The Gold is in the Valleys

Originally published at jimcanterucci.com

A principle of The New Leadership Normal focuses on the cohesiveness of the organization and the activity in the boundaries between units. Pricing working with sales, working with marketing, working with manufacturing, working with purchasing, etc.

9 Units Strong

My friend, John Millen wrote about the philosophies used by Ohio State football coach Urban Meyer on the road to this past year’s National Championship. See John’s article.

Teamwork is crucial to success on the football field and for a business team as well. Coach Meyer breaks the Buckeyes down into 9 units. If each of these 9 units perform at a high level you get results like a national championship. There’s no arguing with success.

I like the smaller unit mindset. We like to say that things start to break down when you grow beyond the ability to go out to dinner with the leader. So, makes sense so far.

Between the Units

Can we squeeze more out of this idea? I believe the real value is between the units.

[A little football geekiness] Similar to football where the defense and special teams help the offense by controlling field position, one department can setup another for success.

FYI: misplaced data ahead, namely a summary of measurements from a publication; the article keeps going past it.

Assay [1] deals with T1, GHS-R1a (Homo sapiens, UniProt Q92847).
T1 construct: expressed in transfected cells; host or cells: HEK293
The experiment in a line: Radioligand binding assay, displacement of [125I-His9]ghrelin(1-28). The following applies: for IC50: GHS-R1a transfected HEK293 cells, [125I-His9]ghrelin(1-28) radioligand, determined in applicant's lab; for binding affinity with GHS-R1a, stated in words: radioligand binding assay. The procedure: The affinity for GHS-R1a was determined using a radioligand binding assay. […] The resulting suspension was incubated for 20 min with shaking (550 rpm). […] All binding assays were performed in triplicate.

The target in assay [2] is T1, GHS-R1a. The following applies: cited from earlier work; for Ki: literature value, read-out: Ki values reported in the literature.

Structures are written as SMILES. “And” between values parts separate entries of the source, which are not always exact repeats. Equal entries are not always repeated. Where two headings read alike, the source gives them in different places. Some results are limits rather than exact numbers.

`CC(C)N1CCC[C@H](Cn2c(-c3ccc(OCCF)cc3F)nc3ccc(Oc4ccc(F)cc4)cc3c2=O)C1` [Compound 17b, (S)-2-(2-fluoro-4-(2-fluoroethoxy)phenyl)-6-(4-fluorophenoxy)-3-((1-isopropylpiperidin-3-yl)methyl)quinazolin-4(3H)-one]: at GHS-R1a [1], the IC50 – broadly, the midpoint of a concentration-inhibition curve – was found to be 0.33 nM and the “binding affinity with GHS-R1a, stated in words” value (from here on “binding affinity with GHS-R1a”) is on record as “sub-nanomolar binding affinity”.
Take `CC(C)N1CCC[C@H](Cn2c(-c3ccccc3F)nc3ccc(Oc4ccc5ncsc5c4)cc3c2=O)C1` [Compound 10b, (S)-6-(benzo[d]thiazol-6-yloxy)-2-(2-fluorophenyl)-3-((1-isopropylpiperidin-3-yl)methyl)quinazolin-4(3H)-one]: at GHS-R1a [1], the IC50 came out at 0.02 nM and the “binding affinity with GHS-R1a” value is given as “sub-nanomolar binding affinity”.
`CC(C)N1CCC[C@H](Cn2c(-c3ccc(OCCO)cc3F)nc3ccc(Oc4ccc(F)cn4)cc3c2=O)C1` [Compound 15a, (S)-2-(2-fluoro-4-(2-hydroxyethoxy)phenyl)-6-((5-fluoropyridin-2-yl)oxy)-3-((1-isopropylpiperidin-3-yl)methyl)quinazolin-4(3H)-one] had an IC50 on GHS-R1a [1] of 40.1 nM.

In fact, in business the space between the units is even more critical. In football only 2 or 3 units are on the field at a time. This is not the case in business. We’re all playing all the time.

The gold is in the valleys — the connector space between units. This applies within a department and of course for the overall organization. When it’s seamless between sales support, and sales engineering customers notice. It is a huge differentiator. How about if one division creates a new approach and shares it with another division who can take it even further. These are value enhancements that don’t happen in every organization. How about yours? Can we increase the occurrence?

Leading in the boundaries

The main catalyst to mine the gold in the valleys is communication. The leader has the unique perch to see what each unit is doing, and most importantly what each unit is planning.

  • Listen — Everyone is into their own thing. They have their head down pushing to a goal. Listen for the boundary-crossing opportunities.
  • Question — Ask questions that explore the boundaries. Your question may tweak something just enough to apply to more than one unit.
  • Balance — A sense of pride in the unit is important but closely monitor the competitive aspects of goals and objectives. Remind that the purpose is the overall.
  • Analyze — Both successes and failures. It’s just as valuable to avoid repeating mistakes.

Mine the gold in the valleys of your organization. Create value and enhance the organization by taking advantage of the connections between your 9 strong units.

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